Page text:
Death And Glory

Written by on Thu, Dec 31, 2015 12:00 PM
Where does Mordheim: City Of The Damned rank in the list of the most demanding games?
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Located in the north east of the Empire is a wretched place full of death and destruction - Mordheim: City of the Damned. The streets; filthy, rotten, and devoid of hope, are the only things seemingly left intact. Devastation has flowed through the city thanks to the unheeded warnings of a massive twin-tailed comet. In its wake lies the alien substance known as Wyrdstone, whose power seems as infinite as it does dark.

There are many factions trying to gain control of the ravaged Mordheim, and it is your goal to collect as much Wyrdstone to sell to these factions as possible, consequently netting boatloads of cash in the process. Taking control of a Warband made up of criminals, villains, warriors and thieves, you plunder, pillage, and power your way through the decimated areas of Mordheim in this turn-based tactical game based on the classic Warhammer Fantasy tabletop game of the same name.

Choosing from one of the four playable classes: Human mercenaries, The Skaven, Sisters of Sigmar and The Cult of the Possessed; you begin your journey into darkness. As you progress, you will gather and sell more and more Wyrdstone, giving you plentiful supplies of coin to buy weapons, armour, upgrades and enchantments, increasing your warband's power.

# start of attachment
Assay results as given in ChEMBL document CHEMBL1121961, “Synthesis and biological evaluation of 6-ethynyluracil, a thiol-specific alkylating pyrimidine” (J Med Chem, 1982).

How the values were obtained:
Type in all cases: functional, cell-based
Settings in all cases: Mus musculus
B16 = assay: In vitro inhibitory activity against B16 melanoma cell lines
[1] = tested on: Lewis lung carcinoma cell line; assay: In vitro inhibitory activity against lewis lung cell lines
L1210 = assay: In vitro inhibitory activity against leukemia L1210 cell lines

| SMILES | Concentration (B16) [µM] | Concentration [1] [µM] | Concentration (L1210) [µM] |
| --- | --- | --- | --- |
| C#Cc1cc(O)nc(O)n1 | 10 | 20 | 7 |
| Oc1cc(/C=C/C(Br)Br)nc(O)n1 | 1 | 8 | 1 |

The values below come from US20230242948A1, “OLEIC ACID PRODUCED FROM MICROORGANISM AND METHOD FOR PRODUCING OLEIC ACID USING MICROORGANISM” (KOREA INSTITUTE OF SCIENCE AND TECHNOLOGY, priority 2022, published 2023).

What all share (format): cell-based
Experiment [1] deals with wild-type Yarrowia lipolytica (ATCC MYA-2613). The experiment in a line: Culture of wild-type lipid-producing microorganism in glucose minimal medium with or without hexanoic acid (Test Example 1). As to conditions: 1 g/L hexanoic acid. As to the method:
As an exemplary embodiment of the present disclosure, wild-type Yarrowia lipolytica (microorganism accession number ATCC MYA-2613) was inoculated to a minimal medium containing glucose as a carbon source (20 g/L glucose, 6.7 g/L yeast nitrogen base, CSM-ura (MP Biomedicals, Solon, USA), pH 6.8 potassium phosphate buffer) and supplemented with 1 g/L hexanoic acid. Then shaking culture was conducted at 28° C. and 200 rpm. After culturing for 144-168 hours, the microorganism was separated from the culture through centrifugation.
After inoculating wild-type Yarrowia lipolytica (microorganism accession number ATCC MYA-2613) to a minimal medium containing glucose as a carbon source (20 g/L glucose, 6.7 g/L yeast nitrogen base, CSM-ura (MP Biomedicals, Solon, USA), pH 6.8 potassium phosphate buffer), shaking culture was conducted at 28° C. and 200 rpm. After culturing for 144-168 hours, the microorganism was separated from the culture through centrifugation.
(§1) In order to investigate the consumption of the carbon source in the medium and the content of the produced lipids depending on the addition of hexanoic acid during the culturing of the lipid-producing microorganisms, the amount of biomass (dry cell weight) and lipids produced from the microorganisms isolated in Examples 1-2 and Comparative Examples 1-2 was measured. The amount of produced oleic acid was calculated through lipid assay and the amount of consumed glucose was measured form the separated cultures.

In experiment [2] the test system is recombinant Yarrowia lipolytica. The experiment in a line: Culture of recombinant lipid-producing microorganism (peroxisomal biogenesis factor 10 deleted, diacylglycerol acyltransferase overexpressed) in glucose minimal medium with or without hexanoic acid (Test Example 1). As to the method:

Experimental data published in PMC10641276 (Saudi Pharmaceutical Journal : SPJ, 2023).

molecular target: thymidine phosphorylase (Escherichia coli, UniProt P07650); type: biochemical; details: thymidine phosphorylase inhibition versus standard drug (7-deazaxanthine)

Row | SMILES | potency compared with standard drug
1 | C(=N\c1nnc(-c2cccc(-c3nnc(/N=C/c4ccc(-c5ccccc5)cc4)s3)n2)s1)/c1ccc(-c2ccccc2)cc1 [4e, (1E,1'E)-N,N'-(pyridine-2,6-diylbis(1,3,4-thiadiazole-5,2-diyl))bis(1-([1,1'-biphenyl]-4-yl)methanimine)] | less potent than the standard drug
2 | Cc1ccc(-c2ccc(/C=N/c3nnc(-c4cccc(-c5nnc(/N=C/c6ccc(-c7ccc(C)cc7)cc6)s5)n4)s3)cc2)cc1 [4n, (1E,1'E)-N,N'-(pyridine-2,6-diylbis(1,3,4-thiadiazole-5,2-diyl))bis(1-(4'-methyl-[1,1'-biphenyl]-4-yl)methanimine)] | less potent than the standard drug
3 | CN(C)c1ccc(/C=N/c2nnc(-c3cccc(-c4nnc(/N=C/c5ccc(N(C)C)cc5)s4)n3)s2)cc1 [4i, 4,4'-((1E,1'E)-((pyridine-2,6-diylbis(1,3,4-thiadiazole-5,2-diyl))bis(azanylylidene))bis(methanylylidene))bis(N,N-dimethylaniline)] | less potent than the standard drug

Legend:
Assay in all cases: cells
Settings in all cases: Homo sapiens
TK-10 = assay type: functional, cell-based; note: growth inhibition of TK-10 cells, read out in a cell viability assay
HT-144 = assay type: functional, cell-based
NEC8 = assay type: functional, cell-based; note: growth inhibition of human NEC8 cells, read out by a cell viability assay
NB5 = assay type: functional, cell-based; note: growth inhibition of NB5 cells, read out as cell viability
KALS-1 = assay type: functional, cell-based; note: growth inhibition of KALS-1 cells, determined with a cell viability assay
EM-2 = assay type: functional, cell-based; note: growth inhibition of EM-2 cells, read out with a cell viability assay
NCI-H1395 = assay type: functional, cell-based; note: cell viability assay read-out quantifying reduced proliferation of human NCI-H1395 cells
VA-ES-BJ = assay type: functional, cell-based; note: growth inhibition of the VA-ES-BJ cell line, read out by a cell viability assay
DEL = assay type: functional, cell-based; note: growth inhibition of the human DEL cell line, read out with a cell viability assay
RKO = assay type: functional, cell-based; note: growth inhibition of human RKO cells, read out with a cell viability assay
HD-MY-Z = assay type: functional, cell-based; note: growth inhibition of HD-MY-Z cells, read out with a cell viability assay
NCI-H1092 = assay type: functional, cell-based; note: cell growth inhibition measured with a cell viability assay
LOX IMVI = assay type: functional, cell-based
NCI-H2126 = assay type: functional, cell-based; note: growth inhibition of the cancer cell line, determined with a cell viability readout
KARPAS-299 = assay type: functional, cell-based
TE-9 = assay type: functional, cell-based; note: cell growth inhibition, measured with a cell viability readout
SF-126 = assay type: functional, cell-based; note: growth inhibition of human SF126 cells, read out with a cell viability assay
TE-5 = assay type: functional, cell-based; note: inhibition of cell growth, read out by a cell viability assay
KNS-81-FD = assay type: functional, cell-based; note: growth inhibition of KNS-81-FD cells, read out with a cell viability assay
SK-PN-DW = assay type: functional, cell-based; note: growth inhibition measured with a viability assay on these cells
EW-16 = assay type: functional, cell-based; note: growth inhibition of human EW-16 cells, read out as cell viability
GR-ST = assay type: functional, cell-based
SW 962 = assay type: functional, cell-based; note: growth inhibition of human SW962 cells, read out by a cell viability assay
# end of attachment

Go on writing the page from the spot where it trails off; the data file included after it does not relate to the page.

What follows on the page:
The gameplay in Mordheim: City of the Damned is similar to the turn-based strategy of the Games Workshop board games. Each member of your Warband has a limited number of offense points and strategy points, allowing you to advance further and use more actions against your opponent. Every action has a chance of success or failure and you need to be smart when choosing whether to strike, parry or dodge. Mordheim is a game of percentages, but unlike some other games, it doesn’t feel so random or unfair. You may not always win, but you won’t feel like the AI is always enjoying a higher success rate than you.